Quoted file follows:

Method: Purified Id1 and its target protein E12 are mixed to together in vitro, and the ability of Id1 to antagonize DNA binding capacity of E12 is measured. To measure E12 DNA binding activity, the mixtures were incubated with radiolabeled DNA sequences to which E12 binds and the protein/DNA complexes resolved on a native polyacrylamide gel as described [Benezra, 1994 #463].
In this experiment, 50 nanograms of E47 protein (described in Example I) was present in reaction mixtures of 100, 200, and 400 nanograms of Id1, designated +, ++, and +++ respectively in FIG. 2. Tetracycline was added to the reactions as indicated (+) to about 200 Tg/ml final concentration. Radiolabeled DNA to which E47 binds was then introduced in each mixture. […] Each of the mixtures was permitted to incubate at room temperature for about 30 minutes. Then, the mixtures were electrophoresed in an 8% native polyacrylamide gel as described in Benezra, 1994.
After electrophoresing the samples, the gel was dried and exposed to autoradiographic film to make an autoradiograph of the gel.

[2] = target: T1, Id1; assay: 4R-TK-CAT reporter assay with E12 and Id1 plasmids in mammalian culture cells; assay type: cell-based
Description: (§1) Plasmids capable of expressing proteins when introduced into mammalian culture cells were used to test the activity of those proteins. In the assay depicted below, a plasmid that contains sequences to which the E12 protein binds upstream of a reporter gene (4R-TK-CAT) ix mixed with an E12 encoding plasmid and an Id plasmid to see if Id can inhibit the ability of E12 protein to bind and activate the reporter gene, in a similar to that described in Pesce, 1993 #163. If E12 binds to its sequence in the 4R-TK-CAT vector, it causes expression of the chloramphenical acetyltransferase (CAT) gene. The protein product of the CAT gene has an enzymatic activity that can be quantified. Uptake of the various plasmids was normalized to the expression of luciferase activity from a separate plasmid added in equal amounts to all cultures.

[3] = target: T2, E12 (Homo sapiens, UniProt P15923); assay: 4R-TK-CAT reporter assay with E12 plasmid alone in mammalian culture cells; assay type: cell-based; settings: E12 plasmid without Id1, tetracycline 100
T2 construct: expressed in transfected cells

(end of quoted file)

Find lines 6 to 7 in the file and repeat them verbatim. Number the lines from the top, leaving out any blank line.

[3] = target: T2, E12 (Homo sapiens, UniProt P15923); assay: 4R-TK-CAT reporter assay with E12 plasmid alone in mammalian culture cells; assay type: cell-based; settings: E12 plasmid without Id1, tetracycline 100
T2 construct: expressed in transfected cells